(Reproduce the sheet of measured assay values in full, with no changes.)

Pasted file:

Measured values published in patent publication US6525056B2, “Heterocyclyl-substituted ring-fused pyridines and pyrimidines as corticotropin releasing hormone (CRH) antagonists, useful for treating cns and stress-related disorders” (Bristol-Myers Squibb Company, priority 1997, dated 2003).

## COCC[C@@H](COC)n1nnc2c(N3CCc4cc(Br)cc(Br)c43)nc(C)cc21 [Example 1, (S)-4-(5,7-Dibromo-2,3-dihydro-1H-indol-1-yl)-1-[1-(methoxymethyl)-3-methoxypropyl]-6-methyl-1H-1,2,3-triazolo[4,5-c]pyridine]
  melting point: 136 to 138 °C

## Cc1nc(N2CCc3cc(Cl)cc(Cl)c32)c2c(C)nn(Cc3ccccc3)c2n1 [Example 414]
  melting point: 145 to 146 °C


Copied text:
Measured values published in patent publication US6525056B2, “Heterocyclyl-substituted ring-fused pyridines and pyrimidines as corticotropin releasing hormone (CRH) antagonists, useful for treating cns and stress-related disorders” (Bristol-Myers Squibb Company, priority 1997, dated 2003).

## COCC[C@@H](COC)n1nnc2c(N3CCc4cc(Br)cc(Br)c43)nc(C)cc21 [Example 1, (S)-4-(5,7-Dibromo-2,3-dihydro-1H-indol-1-yl)-1-[1-(methoxymethyl)-3-methoxypropyl]-6-methyl-1H-1,2,3-triazolo[4,5-c]pyridine]
  melting point: 136 to 138 °C

## Cc1nc(N2CCc3cc(Cl)cc(Cl)c32)c2c(C)nn(Cc3ccccc3)c2n1 [Example 414]
  melting point: 145 to 146 °C